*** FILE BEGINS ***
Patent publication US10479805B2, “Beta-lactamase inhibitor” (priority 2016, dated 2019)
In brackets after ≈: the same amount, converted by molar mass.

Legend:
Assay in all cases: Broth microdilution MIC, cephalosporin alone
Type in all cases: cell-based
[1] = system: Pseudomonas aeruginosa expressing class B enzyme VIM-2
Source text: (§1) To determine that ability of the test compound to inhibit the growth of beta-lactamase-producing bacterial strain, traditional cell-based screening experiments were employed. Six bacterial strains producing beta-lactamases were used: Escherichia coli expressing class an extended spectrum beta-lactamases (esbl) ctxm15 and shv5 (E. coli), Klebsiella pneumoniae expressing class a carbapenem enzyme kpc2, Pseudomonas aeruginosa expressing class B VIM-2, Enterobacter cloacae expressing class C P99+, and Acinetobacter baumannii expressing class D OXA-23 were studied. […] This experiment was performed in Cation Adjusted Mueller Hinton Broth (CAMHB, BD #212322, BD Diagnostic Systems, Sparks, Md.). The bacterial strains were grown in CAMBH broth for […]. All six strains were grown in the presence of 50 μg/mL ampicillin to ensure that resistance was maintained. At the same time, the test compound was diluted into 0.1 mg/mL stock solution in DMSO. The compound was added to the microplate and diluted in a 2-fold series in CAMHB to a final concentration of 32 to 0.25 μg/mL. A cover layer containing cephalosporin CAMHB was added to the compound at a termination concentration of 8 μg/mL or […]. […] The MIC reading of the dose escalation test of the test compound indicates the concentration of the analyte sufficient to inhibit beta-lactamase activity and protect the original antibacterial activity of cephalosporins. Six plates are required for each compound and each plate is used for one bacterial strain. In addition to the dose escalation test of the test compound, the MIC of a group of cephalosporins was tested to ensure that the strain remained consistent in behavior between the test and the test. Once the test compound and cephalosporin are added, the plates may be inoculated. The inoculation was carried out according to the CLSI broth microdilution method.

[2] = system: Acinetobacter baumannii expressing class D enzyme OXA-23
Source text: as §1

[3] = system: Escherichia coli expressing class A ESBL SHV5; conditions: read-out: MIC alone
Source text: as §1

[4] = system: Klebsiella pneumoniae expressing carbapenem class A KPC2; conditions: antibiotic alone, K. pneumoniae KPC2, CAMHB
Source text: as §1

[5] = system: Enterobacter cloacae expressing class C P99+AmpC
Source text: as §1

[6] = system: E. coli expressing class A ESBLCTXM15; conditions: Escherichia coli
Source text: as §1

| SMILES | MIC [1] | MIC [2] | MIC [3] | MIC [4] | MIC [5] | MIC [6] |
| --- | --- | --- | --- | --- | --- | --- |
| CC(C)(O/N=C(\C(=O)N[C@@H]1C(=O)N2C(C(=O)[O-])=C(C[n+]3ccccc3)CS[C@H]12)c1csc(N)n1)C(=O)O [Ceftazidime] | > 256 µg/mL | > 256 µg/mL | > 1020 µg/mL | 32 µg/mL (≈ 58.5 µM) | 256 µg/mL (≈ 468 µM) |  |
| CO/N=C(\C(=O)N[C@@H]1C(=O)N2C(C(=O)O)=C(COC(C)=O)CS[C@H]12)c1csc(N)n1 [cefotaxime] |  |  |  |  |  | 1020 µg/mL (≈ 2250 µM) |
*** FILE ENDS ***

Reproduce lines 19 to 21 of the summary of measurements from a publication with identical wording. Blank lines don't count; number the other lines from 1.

| --- | --- | --- | --- | --- | --- | --- |
| CC(C)(O/N=C(\C(=O)N[C@@H]1C(=O)N2C(C(=O)[O-])=C(C[n+]3ccccc3)CS[C@H]12)c1csc(N)n1)C(=O)O [Ceftazidime] | > 256 µg/mL | > 256 µg/mL | > 1020 µg/mL | 32 µg/mL (≈ 58.5 µM) | 256 µg/mL (≈ 468 µM) |  |
| CO/N=C(\C(=O)N[C@@H]1C(=O)N2C(C(=O)O)=C(COC(C)=O)CS[C@H]12)c1csc(N)n1 [cefotaxime] |  |  |  |  |  | 1020 µg/mL (≈ 2250 µM) |